Haiti’s ticking humanitarian time bomb: Can Florida trust Team Biden?

Special to WorldTribune.com

By John J. Metzler, March 21, 2024

As waves of gang violence engulf an already poor and destitute land through a reckless orgy of   shootings and looting, the Caribbean island of Haiti equally faces a widening domestic humanitarian crisis along with a ticking migrant exodus, much of which could easily spillover into the United States.

Though no stranger to civil conflict in recent years, Haiti’s precarious situation sadly took a turn for the worse when gang violence forced the recent resignation of Prime Minister Ariel Henry, letting the country slide into free fall.  The UN migration agency cites that 362,000 people are already displaced in Haiti; a further 5.5 million people, almost half the population, need humanitarian aid.

The G-9, a loose federation of the nine major gangs led by rogue policeman Jimmy “Barbecue” Cherizier, has filled an uneasy political vacuum in Haiti stemming from the 2021 assassination of President Jovenel Moise and the ouster of current American-backed Premier Henry. Gangs such as the G-9 group now control 80 percent of the capital Port au Prince and are embedded in the city’s sprawling slums.  A warlord “culture’ permeates the island.

Gang leader Jimmy ‘Barbecue’ Cherizier speaks to media in Port-au-Prince. / Video Image

For the past few years gang violence has plagued the Caribbean country.  During 2023, Haiti suffered violence with 8,400 people killed along with many others kidnapped.  The National Police force has been overwhelmed and outgunned by the militants.  Recently more than 4,000 criminals were released from prisons by gangs, adding to the chaos and ranks of rioters.

Observers describe Jimmy “Barbecue” Cherizier as a charismatic “left wing populist.”

Haiti remains the hemisphere’s poorest country and the most likely place for the next humanitarian crisis spillover.

Sadly, this once beautiful land slips closer to Dystopia as corruption, ineffective government, and the socio/economic aftershocks of the devastating 2010 earthquake which took 300,000 lives, followed by the COVID-19 pandemic. A poor country has gotten much poorer but equally less accessible.

Currently aid agencies have trouble delivering assistance given that the principal Port au Prince airport is closed, and streets and towns are controlled by competing gangs.  Despite the urgent need, assistance is slow in coming. The UN’s 2024 humanitarian appeal for $674 million is grossly underfunded at just 6.5 percent with only $43 million delivered!

The chaotic security situation is growing ever more dangerous, according to the UN’s Philippe Branchat, “The capital is surrounded by armed groups and danger; It is a city under siege,” he stated. A UN humanitarian report cited widespread looting at the main port, where the overwhelming majority of goods and supplies are transported.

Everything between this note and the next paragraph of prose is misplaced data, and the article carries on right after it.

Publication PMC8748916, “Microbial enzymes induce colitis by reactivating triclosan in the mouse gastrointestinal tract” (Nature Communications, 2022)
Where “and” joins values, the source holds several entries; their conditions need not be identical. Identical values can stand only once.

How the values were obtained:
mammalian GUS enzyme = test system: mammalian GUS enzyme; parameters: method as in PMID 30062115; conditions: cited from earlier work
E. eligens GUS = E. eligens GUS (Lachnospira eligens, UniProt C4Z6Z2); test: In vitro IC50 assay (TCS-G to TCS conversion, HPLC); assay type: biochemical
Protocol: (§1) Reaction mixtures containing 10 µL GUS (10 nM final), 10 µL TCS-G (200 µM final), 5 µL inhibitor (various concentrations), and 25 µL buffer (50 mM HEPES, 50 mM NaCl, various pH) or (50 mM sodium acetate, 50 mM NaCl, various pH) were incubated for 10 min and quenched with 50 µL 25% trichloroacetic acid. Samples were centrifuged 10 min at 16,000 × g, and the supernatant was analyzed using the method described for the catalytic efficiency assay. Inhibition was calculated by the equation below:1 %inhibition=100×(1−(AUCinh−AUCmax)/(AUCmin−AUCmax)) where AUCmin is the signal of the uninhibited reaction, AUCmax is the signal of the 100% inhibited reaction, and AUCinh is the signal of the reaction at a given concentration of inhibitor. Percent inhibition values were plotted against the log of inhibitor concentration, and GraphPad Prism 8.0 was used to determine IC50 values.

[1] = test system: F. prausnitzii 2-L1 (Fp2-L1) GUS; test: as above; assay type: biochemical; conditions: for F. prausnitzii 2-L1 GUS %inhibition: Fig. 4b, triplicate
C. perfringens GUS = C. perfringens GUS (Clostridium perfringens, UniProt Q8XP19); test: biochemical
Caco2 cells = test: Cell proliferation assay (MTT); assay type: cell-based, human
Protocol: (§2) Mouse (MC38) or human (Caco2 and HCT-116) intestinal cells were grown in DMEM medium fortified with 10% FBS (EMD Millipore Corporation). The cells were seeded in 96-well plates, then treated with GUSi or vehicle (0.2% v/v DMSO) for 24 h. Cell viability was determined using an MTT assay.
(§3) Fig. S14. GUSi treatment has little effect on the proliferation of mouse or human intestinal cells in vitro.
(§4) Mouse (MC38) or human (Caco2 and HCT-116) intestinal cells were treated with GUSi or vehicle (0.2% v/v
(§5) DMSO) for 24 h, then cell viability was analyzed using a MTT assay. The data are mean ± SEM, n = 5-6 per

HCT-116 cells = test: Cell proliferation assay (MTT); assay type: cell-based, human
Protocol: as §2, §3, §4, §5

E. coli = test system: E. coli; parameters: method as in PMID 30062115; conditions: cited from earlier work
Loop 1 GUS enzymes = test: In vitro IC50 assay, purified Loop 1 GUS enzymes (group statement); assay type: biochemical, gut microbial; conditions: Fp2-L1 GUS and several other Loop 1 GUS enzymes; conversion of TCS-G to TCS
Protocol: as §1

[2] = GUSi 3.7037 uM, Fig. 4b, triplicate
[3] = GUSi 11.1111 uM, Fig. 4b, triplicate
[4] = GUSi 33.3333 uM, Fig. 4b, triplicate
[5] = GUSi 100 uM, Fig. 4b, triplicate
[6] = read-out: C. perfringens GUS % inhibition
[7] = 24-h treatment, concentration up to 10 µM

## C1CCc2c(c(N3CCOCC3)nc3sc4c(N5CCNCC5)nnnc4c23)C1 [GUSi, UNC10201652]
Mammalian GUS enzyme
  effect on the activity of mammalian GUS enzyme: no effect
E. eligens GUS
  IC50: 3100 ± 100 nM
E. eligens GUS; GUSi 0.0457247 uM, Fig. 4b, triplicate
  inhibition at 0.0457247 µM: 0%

Not too many years ago the UN Security Council dispatched a peacekeeping force to the Caribbean island from 2004 to 2017.  The peacekeepers were sent to Haiti after a rebellion led to the ouster of the radical leftist priest turned President Jean-Bertrand Aristide.

Last autumn amid widening violence and calls from the previous government for assistance, the UN authorized a police mission for the island. The East African country of Kenya decided to participate as did some Caribbean countries.  The police are yet to arrive.

U.S. Secretary of State Antony Blinken has announced $33 million in immediate humanitarian assistance for the Haitian people. The Biden Administration is contributing $300 million for the planned Multinational Security Support Mission police forces.

But for anyone who feels Haiti is remote or isolated, just look at the map; the country sharing the island of Hispaniola with the Dominican Republic, is only 700 nautical miles from Florida.

It’s time for the U.S. to wake up and prepare for what may soon happen. Nearby Guantanamo holds the key to properly processing fleeing Haitians and offering them a safe temporary refuge.

Significantly the ongoing Haitian crisis could trigger a humanitarian migrant spillover with a small boat exodus from the beleaguered island.  Migrants don’t wish to go to nearby Cuba but may try to sail to Florida’s shores.

Yet realistically given the region’s geography, Haiti is just across the Windward Passage from Cuba, and near the American Naval base at Guantanamo!  Guantanamo has a bigger landmass than most people realize; 45 square miles, a large bay, medical and lodging facilities.

Sen. Marco Rubio (R-FL) warned in a letter to the Biden Administration, “We believe that the people of Haiti deserve our sympathy, targeted American assistance and the support of the international community.  However, Floridians and the rest of the American public will not tolerate your administration again opening the floodgates for countless, unvetted foreign nationals to stream into our country, putting our national security at grave risk.”

It’s time for the U.S. to wake up and prepare for what may soon happen. Nearby Guantanamo holds the key to properly processing fleeing Haitians and offering them a safe temporary refuge.

John J. Metzler is a United Nations correspondent covering diplomatic and defense issues. He is the author of Divided Dynamism the Diplomacy of Separated Nations: Germany, Korea, China (2014). [See pre-2011 Archives]